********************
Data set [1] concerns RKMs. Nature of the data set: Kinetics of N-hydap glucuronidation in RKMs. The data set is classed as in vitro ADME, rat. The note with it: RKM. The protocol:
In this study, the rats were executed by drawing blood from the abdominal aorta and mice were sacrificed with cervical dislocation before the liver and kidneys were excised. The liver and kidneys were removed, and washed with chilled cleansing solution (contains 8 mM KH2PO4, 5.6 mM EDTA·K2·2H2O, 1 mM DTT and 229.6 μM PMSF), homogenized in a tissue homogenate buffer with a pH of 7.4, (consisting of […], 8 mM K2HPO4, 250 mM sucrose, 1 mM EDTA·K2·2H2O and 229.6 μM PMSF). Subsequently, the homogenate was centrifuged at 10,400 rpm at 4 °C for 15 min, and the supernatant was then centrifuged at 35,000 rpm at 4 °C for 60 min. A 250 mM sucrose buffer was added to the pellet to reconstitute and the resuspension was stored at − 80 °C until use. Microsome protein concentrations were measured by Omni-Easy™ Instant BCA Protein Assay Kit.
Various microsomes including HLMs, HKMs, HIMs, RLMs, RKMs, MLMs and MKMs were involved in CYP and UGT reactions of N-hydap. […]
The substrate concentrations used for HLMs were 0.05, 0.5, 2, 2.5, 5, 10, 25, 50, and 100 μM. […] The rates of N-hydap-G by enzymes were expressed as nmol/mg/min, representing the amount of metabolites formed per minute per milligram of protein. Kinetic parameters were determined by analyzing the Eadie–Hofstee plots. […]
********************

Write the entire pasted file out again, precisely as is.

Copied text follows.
Data set [1] concerns RKMs. Nature of the data set: Kinetics of N-hydap glucuronidation in RKMs. The data set is classed as in vitro ADME, rat. The note with it: RKM. The protocol:
In this study, the rats were executed by drawing blood from the abdominal aorta and mice were sacrificed with cervical dislocation before the liver and kidneys were excised. The liver and kidneys were removed, and washed with chilled cleansing solution (contains 8 mM KH2PO4, 5.6 mM EDTA·K2·2H2O, 1 mM DTT and 229.6 μM PMSF), homogenized in a tissue homogenate buffer with a pH of 7.4, (consisting of […], 8 mM K2HPO4, 250 mM sucrose, 1 mM EDTA·K2·2H2O and 229.6 μM PMSF). Subsequently, the homogenate was centrifuged at 10,400 rpm at 4 °C for 15 min, and the supernatant was then centrifuged at 35,000 rpm at 4 °C for 60 min. A 250 mM sucrose buffer was added to the pellet to reconstitute and the resuspension was stored at − 80 °C until use. Microsome protein concentrations were measured by Omni-Easy™ Instant BCA Protein Assay Kit.
Various microsomes including HLMs, HKMs, HIMs, RLMs, RKMs, MLMs and MKMs were involved in CYP and UGT reactions of N-hydap. […]
The substrate concentrations used for HLMs were 0.05, 0.5, 2, 2.5, 5, 10, 25, 50, and 100 μM. […] The rates of N-hydap-G by enzymes were expressed as nmol/mg/min, representing the amount of metabolites formed per minute per milligram of protein. Kinetic parameters were determined by analyzing the Eadie–Hofstee plots. […]